• A Single Online Wallet for the City and Beyond: The DigitalTown single-sign-on SmartWallet provides every registered citizen with a free verified login with which they can securely connect, shop, and pay both locally and globally across both public and private services, everything from local shopping, booking a table at a restaurant or signing up for parks and recreation. Community members and businesses can also securely transmit funds in real-time without fees by using their SmartWallets.
  • A storefront for every business: DigitalTown has developed or integrated solutions for local commerce across retail, services, dining, and lodging. Registered businesses are able to secure at no cost, a storefront with which to begin transacting immediately. Merchants pay low transaction fees. Where applicable merchants are encouraged to make use of the SmartWeb standard. Each mobile-ready storefront has the option of running on a free subdomain (e.g. roast.london.shop) or on their own unique domain.
  • A secure platform for local innovation: Each city is able to use DigitalTown’s Application Program Interface (API) at no cost to local developers. With a DigitalTown-powered city platform, the capacity for local civic innovation is unlimited, and the capacity for great ideas to spread is unprecedented. During London Tech Week in June 2017, attended by more than 50,000 delegates from both London and abroad, nearly 400 development teams participated in the Smart.London global Hackathon sponsored by DigitalTown in cooperation with London-based partners.

Smart.London and Nashville.city are two learning laboratories where DigitalTown is partnering with local stakeholders to co-create Smart communities around a new economic paradigm that is centered around local search and direct commerce and works globally through single-sign-on. In total, the DigitalTown network is expected to grow to more than 20,000 cities around the world.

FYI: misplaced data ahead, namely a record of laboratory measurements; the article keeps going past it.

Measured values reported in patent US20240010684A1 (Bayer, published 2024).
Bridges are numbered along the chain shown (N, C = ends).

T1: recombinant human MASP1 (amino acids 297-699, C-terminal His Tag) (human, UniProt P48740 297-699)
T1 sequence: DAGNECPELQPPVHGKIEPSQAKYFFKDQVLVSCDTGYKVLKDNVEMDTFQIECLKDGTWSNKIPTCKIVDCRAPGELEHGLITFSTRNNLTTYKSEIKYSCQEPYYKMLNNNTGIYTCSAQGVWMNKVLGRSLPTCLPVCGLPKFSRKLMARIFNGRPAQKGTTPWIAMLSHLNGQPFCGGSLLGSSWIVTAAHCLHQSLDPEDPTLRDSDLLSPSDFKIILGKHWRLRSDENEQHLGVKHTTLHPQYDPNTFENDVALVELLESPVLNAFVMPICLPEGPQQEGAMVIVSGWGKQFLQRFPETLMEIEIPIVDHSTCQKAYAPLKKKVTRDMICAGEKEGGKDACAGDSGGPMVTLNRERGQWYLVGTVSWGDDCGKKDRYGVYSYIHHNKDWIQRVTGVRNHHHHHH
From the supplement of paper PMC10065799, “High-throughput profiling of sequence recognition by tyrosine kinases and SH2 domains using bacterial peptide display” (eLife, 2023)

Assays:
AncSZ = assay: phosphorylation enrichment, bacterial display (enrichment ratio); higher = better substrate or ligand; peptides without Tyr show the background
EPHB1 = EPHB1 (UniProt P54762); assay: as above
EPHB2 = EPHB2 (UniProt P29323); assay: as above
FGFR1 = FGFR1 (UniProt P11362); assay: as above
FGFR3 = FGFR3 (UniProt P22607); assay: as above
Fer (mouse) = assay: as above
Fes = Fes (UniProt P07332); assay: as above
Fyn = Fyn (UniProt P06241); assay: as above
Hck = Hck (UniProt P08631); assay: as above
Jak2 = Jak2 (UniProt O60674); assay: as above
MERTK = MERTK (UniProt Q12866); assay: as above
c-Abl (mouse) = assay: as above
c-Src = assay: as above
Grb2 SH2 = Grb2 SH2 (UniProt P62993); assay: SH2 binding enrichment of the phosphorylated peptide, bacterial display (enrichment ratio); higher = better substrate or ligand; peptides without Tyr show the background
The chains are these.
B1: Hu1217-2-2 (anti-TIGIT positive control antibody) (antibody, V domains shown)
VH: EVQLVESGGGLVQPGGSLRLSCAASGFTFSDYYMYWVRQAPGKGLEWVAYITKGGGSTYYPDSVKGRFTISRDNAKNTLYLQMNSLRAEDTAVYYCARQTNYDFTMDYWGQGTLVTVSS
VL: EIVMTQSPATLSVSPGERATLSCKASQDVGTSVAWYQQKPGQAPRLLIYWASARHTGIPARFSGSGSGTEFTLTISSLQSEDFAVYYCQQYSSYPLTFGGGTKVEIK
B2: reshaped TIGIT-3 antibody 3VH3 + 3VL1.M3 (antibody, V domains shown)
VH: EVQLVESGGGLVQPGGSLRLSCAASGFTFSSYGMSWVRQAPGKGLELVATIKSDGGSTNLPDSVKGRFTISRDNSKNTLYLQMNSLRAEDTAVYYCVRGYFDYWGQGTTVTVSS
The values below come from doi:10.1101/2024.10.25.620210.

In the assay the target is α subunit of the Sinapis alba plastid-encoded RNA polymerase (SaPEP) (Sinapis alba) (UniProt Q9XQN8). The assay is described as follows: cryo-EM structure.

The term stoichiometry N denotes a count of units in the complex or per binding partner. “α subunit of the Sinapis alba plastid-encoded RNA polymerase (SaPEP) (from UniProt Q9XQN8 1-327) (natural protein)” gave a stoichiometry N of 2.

Platform Cooperativism as Framework for Co-Creating Digital Economies

New School Professor Trebor Scholz, first coined the term Platform Cooperativism in 2014. Since then, the term has gained some following from sharing economy innovators. However, to my knowledge Platform Cooperativism has never been applied to cities, and certainly not at scale. Beyond co-creation of local content and shared use of a local search engine and transaction framework, it is also possible to have shared ownership of the entire City portal in order to generate recurring cash flow for local institutions in a way that is not dependent on taxes, dues or debt. In this construct, local stakeholders have shared ownership in the city portal. In addition, each party maintains right of first refusal on the other stakeholders’ interest in order to provide a sustainable path for maintaining local ownership of the entity. During the startup phase for a given unified city search portal, local stakeholders may choose to not form a dedicated legal entity and simply use DigitalTown as the merchant of record. As the city search portal achieves critical mass, and as transactions grow to a material level, DigitalTown provides a seamless path for enabling either (1) form a dedicated legal entity to serve as long-term merchant of record for local payment processing, or (2) invite the municipality itself to acquire the rights from a proven multi-stakeholder city portal. In the meantime, the DigitalTown multi-stakeholder ownership model serves to align incentives among the local stakeholders in order to position each city to collectively compete against shared external opponents.

In summary, there has perhaps never been a more urgent time since the advent of the Digital Age for cities to position themselves for sustainable economic sovereignty. DigitalTown is partnering with local stakeholders around the world in order to provide turn-key, managed solutions with which to equip cities to compete and win in the Digital Age.

For more information about DigitalTown, visit us on the web at DigitalTown.com or feel free to contact me at [email protected]

Disclaimer: DigitalTown (OTC: DGTW) is a fully-reporting publicly traded company which periodically completes private placements among accredited investors. Any statements contained herein related to future events are forward-looking statements and are made pursuant to the safe harbor provisions of the Private Securities Litigation Reform Act of 1995. Readers are cautioned not to place undue reliance on forward-looking statements. DigitalTown, Inc. undertakes no obligation to update any such statements to reflect actual events.